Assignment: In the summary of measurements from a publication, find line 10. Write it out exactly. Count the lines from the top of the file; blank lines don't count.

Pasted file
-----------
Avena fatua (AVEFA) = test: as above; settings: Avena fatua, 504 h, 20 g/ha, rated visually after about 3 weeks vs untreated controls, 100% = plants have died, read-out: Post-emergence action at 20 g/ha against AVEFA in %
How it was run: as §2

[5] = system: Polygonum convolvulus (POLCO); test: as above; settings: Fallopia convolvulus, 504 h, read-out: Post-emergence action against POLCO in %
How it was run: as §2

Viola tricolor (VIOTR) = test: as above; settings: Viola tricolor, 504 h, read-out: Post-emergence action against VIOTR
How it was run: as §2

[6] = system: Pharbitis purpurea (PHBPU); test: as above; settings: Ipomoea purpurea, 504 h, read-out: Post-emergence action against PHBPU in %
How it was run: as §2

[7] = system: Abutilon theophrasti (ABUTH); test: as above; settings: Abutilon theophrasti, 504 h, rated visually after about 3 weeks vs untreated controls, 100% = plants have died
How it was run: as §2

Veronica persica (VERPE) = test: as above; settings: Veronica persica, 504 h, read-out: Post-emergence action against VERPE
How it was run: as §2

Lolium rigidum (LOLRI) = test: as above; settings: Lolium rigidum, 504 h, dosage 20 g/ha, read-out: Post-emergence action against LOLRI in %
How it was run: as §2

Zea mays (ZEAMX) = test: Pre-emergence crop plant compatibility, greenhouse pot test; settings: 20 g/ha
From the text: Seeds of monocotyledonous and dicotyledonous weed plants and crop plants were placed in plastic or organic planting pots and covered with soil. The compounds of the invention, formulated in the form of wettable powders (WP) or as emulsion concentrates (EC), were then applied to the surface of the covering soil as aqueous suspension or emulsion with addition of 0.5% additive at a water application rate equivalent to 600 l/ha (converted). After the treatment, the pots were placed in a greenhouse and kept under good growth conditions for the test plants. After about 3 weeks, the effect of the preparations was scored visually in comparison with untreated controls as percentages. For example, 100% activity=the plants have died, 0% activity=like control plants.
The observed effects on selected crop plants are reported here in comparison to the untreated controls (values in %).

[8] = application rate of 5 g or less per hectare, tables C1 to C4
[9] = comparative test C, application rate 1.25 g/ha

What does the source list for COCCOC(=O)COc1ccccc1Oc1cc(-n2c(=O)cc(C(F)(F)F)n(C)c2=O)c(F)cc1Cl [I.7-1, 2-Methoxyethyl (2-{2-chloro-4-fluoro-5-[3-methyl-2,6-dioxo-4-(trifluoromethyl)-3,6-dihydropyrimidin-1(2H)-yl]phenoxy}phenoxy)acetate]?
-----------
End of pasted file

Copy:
How it was run: as §2